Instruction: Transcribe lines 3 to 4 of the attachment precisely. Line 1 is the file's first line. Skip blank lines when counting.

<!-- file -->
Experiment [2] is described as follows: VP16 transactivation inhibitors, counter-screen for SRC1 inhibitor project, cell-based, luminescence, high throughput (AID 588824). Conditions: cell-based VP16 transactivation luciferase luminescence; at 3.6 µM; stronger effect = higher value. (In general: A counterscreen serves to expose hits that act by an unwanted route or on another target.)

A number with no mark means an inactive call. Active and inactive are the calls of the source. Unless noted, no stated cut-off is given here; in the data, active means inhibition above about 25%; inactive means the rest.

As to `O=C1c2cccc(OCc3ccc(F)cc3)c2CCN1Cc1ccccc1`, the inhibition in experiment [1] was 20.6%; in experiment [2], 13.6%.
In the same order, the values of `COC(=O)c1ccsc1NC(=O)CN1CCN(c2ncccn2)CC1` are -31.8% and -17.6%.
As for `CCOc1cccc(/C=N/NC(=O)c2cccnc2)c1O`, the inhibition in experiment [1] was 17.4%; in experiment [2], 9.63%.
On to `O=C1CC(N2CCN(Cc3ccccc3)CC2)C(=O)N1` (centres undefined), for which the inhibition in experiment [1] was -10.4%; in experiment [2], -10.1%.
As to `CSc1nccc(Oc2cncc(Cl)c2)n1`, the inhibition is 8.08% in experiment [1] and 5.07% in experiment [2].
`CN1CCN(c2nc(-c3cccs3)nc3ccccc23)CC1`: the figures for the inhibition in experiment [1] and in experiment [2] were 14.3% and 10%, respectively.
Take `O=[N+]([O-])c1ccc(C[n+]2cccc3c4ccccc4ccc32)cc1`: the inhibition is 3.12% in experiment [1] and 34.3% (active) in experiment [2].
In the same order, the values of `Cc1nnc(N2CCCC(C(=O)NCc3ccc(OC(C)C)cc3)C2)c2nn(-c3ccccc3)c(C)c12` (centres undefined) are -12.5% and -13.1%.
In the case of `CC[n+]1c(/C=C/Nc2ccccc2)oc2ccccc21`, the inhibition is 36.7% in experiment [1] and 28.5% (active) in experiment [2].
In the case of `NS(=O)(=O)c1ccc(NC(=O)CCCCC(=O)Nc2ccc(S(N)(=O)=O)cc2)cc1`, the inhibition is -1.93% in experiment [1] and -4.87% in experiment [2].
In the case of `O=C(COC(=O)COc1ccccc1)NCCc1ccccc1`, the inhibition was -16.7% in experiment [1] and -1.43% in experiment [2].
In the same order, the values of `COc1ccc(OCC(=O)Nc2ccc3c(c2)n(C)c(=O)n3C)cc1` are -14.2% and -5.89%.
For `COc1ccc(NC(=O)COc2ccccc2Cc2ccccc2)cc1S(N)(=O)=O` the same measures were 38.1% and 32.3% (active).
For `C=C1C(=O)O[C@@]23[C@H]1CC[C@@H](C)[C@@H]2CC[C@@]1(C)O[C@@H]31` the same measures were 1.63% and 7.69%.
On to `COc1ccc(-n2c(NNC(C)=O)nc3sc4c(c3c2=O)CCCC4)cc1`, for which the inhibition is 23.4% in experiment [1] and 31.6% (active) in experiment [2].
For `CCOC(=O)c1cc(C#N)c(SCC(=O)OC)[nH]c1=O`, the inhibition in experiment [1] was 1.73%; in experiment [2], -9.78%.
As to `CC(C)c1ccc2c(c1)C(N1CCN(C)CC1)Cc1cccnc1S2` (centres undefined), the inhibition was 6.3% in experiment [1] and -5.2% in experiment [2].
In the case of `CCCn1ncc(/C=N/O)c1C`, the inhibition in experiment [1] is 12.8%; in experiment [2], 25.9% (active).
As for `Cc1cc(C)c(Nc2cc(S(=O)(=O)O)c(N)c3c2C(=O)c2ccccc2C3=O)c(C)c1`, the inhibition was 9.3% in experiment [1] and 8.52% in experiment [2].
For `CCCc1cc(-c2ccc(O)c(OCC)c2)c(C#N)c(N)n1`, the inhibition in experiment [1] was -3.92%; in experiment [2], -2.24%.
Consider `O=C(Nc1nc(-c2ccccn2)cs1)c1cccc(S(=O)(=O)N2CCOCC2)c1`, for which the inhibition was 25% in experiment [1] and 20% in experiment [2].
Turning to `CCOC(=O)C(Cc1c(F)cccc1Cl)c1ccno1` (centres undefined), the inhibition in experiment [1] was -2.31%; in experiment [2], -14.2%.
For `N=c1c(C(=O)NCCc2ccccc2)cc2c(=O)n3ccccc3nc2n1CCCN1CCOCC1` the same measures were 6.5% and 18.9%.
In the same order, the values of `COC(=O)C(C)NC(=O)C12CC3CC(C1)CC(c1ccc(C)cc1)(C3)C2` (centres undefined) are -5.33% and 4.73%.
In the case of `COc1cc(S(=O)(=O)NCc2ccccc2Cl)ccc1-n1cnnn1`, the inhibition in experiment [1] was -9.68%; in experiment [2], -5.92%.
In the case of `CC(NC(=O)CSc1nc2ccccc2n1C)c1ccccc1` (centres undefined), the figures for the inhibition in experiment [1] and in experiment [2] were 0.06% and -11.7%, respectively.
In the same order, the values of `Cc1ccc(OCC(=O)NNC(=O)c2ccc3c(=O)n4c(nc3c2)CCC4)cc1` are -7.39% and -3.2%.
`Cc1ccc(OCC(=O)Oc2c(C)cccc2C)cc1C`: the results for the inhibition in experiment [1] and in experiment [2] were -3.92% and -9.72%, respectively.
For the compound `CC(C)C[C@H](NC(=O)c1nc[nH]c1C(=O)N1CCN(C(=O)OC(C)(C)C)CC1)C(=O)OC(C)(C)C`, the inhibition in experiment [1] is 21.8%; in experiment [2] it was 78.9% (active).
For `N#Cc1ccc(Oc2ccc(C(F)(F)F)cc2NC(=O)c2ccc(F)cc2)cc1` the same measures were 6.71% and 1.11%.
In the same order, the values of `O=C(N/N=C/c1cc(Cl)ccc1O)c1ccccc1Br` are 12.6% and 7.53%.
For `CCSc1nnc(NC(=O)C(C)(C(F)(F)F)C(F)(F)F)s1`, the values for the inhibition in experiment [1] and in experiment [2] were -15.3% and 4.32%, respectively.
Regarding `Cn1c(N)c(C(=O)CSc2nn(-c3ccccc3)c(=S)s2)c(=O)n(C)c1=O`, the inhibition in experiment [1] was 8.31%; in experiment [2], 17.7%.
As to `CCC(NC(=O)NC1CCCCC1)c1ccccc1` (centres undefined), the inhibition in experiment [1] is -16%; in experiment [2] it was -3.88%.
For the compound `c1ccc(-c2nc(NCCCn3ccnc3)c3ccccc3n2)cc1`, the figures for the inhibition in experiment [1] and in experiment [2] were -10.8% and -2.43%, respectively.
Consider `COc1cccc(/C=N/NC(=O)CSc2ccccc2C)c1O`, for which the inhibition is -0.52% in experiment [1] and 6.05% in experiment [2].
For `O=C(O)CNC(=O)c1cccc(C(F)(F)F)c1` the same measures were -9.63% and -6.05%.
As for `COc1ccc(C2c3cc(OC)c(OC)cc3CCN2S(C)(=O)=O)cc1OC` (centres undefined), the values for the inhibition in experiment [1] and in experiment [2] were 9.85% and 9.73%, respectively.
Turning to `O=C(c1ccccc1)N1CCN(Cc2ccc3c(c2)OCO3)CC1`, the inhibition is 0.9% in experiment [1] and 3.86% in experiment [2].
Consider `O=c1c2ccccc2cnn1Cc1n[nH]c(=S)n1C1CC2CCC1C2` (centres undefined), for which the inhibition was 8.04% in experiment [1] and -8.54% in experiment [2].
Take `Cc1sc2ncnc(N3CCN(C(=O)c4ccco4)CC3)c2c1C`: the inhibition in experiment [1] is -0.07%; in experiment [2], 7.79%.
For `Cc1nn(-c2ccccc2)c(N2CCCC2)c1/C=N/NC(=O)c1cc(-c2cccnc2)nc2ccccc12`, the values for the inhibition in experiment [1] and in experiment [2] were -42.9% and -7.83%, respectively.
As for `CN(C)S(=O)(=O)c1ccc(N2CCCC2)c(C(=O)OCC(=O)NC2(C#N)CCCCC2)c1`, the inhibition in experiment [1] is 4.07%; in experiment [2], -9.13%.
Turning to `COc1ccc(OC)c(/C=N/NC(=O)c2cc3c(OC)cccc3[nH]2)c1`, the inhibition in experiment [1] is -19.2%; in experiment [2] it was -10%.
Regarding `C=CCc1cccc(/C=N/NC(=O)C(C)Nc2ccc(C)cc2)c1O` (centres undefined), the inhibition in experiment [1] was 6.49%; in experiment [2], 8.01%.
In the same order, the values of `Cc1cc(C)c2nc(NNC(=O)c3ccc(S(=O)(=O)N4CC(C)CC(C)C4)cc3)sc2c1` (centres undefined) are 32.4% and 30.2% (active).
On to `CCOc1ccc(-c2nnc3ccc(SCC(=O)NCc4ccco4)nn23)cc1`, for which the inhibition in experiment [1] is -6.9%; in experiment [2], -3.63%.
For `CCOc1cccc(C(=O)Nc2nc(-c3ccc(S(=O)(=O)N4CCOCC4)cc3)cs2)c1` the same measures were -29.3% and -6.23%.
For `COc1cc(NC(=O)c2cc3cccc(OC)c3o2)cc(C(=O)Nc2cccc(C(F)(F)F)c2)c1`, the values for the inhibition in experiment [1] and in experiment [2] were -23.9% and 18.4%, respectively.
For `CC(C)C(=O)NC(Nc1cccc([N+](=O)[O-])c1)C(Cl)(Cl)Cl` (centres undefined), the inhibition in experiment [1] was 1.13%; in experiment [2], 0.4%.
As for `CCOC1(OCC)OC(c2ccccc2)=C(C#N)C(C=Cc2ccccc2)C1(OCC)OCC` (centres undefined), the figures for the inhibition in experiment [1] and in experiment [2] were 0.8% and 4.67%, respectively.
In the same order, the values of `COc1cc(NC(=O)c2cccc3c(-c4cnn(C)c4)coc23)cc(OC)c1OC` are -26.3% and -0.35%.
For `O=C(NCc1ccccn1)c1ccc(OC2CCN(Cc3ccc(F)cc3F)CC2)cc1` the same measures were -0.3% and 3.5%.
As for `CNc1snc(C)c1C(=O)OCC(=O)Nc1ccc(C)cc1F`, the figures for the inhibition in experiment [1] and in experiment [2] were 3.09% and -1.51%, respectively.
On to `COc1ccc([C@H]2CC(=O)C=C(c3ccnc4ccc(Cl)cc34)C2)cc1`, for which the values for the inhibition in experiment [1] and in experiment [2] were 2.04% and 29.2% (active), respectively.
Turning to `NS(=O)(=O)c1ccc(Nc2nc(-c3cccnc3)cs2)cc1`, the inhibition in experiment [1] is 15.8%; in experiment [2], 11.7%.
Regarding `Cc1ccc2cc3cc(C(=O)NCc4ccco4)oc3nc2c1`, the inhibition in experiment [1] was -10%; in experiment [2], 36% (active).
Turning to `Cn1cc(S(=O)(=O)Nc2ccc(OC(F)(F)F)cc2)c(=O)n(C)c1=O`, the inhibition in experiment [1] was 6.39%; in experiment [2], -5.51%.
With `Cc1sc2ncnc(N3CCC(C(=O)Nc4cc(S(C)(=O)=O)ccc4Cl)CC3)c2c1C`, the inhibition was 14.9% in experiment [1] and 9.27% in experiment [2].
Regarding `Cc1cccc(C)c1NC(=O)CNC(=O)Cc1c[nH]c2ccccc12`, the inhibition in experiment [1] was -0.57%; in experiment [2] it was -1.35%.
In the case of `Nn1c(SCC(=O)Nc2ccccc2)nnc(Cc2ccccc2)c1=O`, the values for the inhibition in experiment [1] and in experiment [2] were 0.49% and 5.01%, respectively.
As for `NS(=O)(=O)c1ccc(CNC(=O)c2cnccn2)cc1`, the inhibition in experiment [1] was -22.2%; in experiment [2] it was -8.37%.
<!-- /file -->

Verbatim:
As to `O=C1c2cccc(OCc3ccc(F)cc3)c2CCN1Cc1ccccc1`, the inhibition in experiment [1] was 20.6%; in experiment [2], 13.6%.
In the same order, the values of `COC(=O)c1ccsc1NC(=O)CN1CCN(c2ncccn2)CC1` are -31.8% and -17.6%.